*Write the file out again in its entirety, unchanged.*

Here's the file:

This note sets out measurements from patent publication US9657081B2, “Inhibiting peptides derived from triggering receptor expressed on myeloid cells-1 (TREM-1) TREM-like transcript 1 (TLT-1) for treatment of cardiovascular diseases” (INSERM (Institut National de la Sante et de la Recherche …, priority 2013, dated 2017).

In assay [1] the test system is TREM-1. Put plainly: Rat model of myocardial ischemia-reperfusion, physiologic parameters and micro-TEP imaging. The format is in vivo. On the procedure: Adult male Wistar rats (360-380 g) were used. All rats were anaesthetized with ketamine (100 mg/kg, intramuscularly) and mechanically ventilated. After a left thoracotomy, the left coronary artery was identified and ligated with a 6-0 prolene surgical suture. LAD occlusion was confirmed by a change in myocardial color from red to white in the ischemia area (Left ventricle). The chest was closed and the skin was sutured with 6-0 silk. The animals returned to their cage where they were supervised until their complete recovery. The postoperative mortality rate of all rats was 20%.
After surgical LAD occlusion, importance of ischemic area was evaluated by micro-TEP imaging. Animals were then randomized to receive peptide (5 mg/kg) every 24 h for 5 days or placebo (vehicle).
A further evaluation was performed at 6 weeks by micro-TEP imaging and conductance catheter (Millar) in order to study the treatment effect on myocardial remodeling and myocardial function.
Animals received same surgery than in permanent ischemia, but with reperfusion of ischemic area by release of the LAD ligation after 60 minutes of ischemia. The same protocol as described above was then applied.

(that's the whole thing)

This note sets out measurements from patent publication US9657081B2, “Inhibiting peptides derived from triggering receptor expressed on myeloid cells-1 (TREM-1) TREM-like transcript 1 (TLT-1) for treatment of cardiovascular diseases” (INSERM (Institut National de la Sante et de la Recherche …, priority 2013, dated 2017).

In assay [1] the test system is TREM-1. Put plainly: Rat model of myocardial ischemia-reperfusion, physiologic parameters and micro-TEP imaging. The format is in vivo. On the procedure: Adult male Wistar rats (360-380 g) were used. All rats were anaesthetized with ketamine (100 mg/kg, intramuscularly) and mechanically ventilated. After a left thoracotomy, the left coronary artery was identified and ligated with a 6-0 prolene surgical suture. LAD occlusion was confirmed by a change in myocardial color from red to white in the ischemia area (Left ventricle). The chest was closed and the skin was sutured with 6-0 silk. The animals returned to their cage where they were supervised until their complete recovery. The postoperative mortality rate of all rats was 20%.
After surgical LAD occlusion, importance of ischemic area was evaluated by micro-TEP imaging. Animals were then randomized to receive peptide (5 mg/kg) every 24 h for 5 days or placebo (vehicle).
A further evaluation was performed at 6 weeks by micro-TEP imaging and conductance catheter (Millar) in order to study the treatment effect on myocardial remodeling and myocardial function.
Animals received same surgery than in permanent ischemia, but with reperfusion of ischemic area by release of the LAD ligation after 60 minutes of ischemia. The same protocol as described above was then applied.